Origin and History
Commanded by M. de Tourville in 1755.
Service during the War
In 1755, this frigate took part to the expedition to reinforce Canada.
In 1756, the frigate was once more part of the fleet sent to reinforce Canada. She left Brest at the beginning of April and anchored near Québec on May 11.
In 1760, the frigate served in the West Indies. In the autumn, the frigate was part of a force of 5 frigates who escorted a French convoy from Cap-Francois to Europe. On October 17 at dawn, 3 British ships sighted and chased the French convoy, but closed very slowly until evening, when the breeze freshened. At midnight the Boreas (28) engaged the Sirène (30), but, being disabled aloft, was forced to fall astern. On October 18 at 2:00 p.m., the Boreas (28) renewed her attack and came up with the Sirène (30) off the east end of Cuba. A hot action then began, and at 4:40 p.m. the Sirène (30) struck, having lost 80 killed and wounded. The Boreas (28) had lost but 1 killed and 1 wounded. The Sirène (30) was added to the British Navy under her own name.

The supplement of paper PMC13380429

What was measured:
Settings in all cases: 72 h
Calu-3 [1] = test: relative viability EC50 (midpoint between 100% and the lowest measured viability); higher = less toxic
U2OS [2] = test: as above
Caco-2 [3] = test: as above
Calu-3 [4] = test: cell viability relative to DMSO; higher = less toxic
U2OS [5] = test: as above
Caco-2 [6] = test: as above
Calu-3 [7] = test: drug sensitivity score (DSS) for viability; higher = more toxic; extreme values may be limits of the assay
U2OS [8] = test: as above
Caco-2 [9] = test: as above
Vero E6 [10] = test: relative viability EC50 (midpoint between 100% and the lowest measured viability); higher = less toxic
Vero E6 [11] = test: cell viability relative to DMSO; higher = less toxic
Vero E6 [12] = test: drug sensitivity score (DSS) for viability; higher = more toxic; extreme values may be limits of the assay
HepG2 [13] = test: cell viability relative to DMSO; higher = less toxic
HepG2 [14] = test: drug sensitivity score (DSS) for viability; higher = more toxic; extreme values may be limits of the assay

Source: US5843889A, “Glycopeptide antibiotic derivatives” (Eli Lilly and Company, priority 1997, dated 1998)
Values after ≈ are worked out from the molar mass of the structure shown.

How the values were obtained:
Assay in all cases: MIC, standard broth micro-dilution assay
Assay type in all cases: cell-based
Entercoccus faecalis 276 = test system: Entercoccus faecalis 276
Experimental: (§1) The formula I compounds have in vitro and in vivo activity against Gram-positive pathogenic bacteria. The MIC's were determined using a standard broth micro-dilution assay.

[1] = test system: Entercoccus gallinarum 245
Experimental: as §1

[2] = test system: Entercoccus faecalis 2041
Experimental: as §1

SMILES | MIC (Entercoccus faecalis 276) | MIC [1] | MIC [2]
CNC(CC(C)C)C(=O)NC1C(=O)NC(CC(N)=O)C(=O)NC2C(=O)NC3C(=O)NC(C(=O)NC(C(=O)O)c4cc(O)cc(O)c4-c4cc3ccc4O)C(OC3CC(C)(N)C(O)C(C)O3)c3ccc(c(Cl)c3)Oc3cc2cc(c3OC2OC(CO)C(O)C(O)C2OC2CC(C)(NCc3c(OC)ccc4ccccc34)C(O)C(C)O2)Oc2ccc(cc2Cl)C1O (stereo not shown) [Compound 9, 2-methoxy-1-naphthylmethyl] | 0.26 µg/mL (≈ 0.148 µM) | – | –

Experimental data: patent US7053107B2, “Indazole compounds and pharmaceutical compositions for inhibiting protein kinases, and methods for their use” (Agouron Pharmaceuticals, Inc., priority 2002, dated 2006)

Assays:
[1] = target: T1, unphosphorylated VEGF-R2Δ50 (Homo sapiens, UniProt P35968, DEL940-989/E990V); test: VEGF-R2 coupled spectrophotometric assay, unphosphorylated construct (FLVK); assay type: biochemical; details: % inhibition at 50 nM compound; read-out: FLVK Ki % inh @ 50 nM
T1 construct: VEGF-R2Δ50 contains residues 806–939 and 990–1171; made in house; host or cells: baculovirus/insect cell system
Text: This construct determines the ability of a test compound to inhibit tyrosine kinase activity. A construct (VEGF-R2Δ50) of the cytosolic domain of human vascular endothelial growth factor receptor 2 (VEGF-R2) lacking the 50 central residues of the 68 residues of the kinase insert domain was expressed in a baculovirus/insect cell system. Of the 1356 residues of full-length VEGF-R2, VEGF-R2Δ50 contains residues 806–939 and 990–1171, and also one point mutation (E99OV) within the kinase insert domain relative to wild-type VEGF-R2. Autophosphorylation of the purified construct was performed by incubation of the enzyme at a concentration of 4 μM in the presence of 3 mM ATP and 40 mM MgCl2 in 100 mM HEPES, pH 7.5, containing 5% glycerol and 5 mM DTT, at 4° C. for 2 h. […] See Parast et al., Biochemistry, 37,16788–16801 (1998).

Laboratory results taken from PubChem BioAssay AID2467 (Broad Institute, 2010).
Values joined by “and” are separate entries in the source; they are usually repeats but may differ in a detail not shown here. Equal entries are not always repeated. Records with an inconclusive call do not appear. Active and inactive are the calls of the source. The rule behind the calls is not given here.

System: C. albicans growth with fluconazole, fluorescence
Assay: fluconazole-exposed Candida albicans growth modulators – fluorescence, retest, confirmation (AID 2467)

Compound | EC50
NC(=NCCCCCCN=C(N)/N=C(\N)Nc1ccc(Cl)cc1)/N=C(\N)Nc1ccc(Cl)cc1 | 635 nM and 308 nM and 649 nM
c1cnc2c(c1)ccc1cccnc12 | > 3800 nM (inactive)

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Vial J. L.: Nec Pluribus Impar
N.B.: the section Service during the War is derived from our articles depicting the various campaigns, battles and sieges.